Beethoven: Violin Concerto in D major, Op 61; Schumann: Phantasie for violin and orchestra in C major, Op 131; Mozart / Françaix: Nonetto

Reviewed on Thu 23 Jun, 2016

Schumann’s Phantasie is arguably a more successful concertante work than his concerto. The ensemble feels fuller here, and Bohren more comfortable in the melodic lines.

The young Swiss violinist Sebastian Bohren gives a distinctive reading of the Beethoven Violin Concerto. He is expressive, but not overly opulent, with disciplined phrasing and a clear sense of direction. But his sound is thin, especially in the upper register, where he also has occasional intonation problems. CHAARTS Chamber Artists are made up of former members of the Mahler Youth Orchestra. The group is small, meaning details are clear, but the ensemble lacks weight. Good timpani sound though, reinforcing the otherwise weak bass. The two substantial fillers are more interesting. Schumann’s Phantasie is arguably a more successful concertante work than his concerto. The ensemble feels fuller here, and Bohren more comfortable in the melodic lines. Jean Françaix’s arrangement of Mozart’s Piano Quintet involves moving the piano part to a string ensemble. But the winds remain as prominent as ever, and play with satisfying tone and presence throughout this final work.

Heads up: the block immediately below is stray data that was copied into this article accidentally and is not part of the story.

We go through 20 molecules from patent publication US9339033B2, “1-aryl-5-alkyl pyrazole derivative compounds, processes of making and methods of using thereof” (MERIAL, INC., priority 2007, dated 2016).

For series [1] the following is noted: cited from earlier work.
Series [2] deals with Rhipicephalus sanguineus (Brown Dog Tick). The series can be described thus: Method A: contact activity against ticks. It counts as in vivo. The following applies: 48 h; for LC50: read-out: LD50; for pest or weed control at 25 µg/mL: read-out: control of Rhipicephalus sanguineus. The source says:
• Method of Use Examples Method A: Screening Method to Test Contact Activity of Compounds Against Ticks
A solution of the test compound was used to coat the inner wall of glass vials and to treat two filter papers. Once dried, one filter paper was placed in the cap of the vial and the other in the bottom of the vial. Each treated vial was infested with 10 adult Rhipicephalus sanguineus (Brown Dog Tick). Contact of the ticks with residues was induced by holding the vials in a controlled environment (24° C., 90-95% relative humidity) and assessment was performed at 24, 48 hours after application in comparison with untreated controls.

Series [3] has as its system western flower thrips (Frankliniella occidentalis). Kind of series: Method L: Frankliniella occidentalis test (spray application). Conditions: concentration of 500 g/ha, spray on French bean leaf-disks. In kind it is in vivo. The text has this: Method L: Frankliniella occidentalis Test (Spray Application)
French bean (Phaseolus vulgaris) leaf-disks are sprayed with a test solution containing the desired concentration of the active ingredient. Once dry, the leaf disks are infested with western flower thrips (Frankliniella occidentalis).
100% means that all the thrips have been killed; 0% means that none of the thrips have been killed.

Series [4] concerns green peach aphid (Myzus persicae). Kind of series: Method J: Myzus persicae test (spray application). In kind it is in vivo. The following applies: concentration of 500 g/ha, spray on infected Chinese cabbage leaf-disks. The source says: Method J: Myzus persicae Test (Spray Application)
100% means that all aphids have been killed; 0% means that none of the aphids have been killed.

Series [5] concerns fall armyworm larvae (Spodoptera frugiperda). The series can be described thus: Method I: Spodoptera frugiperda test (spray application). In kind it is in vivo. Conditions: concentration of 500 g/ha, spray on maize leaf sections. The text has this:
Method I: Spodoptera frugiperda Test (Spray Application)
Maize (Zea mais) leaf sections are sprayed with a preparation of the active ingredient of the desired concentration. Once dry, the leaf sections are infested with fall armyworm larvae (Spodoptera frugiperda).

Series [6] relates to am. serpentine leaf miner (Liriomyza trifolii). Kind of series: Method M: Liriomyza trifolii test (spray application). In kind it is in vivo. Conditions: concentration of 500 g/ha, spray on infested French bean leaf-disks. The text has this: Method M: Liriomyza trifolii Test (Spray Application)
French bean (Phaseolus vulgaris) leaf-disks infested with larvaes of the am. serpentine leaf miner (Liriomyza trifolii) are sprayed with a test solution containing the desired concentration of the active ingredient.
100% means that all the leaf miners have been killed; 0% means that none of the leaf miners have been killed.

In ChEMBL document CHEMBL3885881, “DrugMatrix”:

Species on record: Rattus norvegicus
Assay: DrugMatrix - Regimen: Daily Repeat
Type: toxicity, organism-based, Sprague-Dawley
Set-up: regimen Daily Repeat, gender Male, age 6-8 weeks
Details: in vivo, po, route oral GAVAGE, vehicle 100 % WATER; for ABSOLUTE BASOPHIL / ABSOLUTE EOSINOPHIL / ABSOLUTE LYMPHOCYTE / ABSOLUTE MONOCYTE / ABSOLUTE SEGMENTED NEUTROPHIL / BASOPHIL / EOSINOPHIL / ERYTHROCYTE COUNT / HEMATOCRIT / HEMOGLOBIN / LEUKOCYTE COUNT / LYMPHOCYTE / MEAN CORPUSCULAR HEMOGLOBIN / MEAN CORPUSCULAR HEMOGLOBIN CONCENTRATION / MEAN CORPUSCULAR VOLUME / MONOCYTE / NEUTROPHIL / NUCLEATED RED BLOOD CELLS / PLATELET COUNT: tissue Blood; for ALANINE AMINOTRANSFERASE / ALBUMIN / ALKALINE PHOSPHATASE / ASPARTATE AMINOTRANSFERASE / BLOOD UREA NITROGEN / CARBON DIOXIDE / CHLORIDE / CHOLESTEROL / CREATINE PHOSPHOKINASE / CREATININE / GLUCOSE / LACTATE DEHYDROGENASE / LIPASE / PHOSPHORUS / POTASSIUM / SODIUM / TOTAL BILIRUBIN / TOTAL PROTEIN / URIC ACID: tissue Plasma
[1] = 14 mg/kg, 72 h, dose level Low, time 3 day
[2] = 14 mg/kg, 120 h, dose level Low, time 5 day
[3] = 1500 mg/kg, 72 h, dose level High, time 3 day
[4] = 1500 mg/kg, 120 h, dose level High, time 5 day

–Gavin Dixon